Rethinking Academic English programmes for inquiry-based learning

Md Golam Jamil

    Research output: Chapter in Book/Report/Published conference proceedingChapter

    Abstract

    The chapter contains the following four discussion areas. The naming and format of the sections are tentative. a) Why inquiry-based Academic English? Inquiry-based learning, an umbrella term, is synonymous to many expressions including Research Informed Teaching and problem-based learning. Contemporary higher education is widely inquiry-based where students learn through research, critical analysis and collaboration (Tong, Standen & Sotiriou, 2018). The learning is also linked to scholastic emancipation, employability, and social commitments. Academic English (AE) programmes prepare students to partake in higher education using English language. Here, English is not only a communication tool, but also an enabler of students’ engagement, exploration and critical thinking (Manalo & Sheppard, 2016). The section establishes the need for inquiry elements in AE pedagogies. b) Theoretical base The section is a critical discourse on learning theories led by constructivism (e.g., Vygotsky, 1962). The aspects of inquiry/exploration and foreign language acquisition as well as adult and collaborative learning features are also addressed (e.g., Brookfield, 1986). Additionally, it explains how behavioural, cognitive, and emotional engagement influence inquiry-based learning (e.g., Fredricks & McColskey, 2012). c) Empirical evidence from Bangladeshi universities The section reports findings of a mixed-methods research on three areas: (i) educational goals of traditional AE programmes in Bangladesh, (ii) driving factors that shape AE pedagogies in the context, and (iii) transferability of AE strategies to other subjects. The questions are explored through a document review, a learning experience survey with students (n = 150), and twelve semi-structured interviews with faculty members, in six Bangladeshi universities (public and private). d) Context-driven guiding principles The section provides two areas of guiding principles: (i) curriculum design, and (ii) pedagogical practice. Additionally, it discusses the good practice of assessment in inquiry-based AE programmes. References Brookfield, S. (1986). Understanding and facilitating adult learning: A comprehensive analysis of principles and effective practices. McGraw-Hill Education (UK). Fredricks, J. A., & McColskey, W. (2012). The measurement of student engagement: A comparative analysis of various methods and student self-report instruments. In Handbook of research on student engagement (pp. 763-782). Springer, Boston, MA. Manalo, E., & Sheppard, C. (2016). How might language affect critical thinking performance?. Thinking Skills and Creativity, 21, 41-49. Tong, V. C., Standen, A., & Sotiriou, M. (Eds.). (2018). Shaping Higher Education with Students: Ways to Connect Research and Teaching. UCL Press. Vygotsky, L. S. (1962). Thought and Language. MIT Press, Massachusetts Institute of Technology and John Wiley and Sons.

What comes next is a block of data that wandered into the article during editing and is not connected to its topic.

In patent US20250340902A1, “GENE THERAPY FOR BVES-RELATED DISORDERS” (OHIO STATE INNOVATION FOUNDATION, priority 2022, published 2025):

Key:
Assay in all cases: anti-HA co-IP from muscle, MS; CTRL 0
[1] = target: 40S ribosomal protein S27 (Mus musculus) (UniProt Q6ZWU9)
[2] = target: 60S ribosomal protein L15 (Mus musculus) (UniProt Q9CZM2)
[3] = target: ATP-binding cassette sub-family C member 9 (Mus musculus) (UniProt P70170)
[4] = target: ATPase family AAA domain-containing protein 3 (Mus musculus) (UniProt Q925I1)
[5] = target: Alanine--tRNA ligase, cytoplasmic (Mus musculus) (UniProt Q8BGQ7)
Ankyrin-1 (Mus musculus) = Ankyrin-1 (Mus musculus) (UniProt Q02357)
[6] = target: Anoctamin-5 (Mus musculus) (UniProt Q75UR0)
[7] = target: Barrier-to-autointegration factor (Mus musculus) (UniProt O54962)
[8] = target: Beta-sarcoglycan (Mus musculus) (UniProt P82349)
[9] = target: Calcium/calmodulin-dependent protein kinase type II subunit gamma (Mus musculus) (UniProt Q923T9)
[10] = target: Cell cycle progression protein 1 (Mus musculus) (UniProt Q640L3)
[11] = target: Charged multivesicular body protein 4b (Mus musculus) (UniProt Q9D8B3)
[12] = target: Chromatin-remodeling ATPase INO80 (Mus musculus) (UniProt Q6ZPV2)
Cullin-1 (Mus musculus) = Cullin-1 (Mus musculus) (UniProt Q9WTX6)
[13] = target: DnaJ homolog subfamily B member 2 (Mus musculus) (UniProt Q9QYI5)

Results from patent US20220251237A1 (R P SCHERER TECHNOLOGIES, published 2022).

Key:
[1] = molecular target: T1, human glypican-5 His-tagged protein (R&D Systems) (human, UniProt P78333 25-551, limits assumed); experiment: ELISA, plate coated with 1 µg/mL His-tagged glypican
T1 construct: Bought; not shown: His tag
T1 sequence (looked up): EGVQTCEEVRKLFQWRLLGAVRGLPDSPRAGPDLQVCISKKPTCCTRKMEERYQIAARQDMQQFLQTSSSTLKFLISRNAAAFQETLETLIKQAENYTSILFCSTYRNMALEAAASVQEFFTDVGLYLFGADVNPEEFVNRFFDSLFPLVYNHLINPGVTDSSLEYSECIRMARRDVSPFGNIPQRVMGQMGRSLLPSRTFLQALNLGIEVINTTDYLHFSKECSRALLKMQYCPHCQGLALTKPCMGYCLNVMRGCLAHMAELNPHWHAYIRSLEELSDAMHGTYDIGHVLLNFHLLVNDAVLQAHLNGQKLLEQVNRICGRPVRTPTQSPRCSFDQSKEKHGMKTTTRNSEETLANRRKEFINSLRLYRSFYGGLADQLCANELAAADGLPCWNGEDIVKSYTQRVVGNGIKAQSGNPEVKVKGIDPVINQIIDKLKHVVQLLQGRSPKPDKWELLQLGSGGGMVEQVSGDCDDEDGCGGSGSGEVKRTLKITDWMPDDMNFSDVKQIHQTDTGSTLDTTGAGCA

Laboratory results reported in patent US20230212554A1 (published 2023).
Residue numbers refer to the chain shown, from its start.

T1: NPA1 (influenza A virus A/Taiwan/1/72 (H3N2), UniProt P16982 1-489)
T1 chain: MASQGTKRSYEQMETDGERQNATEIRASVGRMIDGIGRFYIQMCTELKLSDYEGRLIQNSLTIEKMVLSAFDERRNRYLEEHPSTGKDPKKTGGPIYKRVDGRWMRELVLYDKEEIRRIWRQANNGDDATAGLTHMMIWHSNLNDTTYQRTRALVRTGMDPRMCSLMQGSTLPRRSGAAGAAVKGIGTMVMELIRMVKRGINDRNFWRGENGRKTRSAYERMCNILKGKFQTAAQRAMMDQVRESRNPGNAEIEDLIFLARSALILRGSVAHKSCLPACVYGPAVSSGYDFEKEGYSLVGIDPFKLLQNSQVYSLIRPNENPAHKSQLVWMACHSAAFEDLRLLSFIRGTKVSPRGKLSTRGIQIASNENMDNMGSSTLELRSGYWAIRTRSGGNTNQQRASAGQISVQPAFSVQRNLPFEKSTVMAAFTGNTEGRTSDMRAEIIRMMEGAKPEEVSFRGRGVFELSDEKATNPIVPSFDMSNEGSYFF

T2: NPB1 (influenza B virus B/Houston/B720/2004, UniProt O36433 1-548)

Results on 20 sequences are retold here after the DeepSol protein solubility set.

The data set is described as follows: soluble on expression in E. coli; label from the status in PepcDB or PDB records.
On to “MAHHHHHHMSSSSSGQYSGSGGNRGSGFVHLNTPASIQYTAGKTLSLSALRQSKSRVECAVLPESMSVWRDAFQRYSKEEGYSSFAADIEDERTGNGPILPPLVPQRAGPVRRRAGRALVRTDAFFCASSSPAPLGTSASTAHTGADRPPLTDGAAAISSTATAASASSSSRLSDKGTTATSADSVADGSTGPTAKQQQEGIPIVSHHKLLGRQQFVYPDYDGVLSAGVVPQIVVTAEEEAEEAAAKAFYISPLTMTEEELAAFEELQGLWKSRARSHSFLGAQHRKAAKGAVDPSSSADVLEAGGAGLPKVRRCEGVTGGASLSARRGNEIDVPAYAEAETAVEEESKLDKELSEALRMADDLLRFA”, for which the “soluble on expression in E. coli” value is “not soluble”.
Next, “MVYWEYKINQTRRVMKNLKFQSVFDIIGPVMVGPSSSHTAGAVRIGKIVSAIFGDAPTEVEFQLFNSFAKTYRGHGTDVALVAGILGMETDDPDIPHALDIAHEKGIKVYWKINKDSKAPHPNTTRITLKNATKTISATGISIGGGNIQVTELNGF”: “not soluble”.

Original languageEnglish
    Title of host publicationELT in Bangladesh: Past, Present and Future
    Publication statusIn preparation - 2019

    Fingerprint

    learning
    student
    education
    institute of technology
    teaching research
    employability
    constructivism
    emancipation
    learning theory
    language
    language acquisition
    Bangladesh
    foreign language
    best practice
    English language
    creativity
    commitment
    curriculum
    university
    discourse

    Cite this

    Jamil, M. G. (2019). Rethinking Academic English programmes for inquiry-based learning. Manuscript in preparation. In ELT in Bangladesh: Past, Present and Future
    Jamil, Md Golam. / Rethinking Academic English programmes for inquiry-based learning. ELT in Bangladesh: Past, Present and Future. 2019.
    @inbook{7a138b65e79f4cceb1ac6f1c193fa1eb,
    title = "Rethinking Academic English programmes for inquiry-based learning",